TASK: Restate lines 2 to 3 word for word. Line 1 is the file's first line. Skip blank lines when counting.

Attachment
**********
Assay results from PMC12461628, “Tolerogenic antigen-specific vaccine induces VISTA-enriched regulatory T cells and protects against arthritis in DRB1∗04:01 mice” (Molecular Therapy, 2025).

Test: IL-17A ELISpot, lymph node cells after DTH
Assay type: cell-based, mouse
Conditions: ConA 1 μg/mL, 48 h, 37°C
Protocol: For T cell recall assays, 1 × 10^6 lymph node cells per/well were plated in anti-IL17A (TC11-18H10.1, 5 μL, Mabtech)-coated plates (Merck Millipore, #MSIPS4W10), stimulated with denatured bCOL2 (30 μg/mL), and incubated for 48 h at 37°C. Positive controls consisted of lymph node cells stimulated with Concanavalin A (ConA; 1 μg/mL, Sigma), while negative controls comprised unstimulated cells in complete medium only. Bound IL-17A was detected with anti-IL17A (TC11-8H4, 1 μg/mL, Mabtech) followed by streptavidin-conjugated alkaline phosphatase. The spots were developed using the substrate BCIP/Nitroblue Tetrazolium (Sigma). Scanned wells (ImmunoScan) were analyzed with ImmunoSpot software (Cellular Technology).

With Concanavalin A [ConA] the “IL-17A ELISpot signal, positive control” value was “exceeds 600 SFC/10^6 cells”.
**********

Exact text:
Test: IL-17A ELISpot, lymph node cells after DTH
Assay type: cell-based, mouse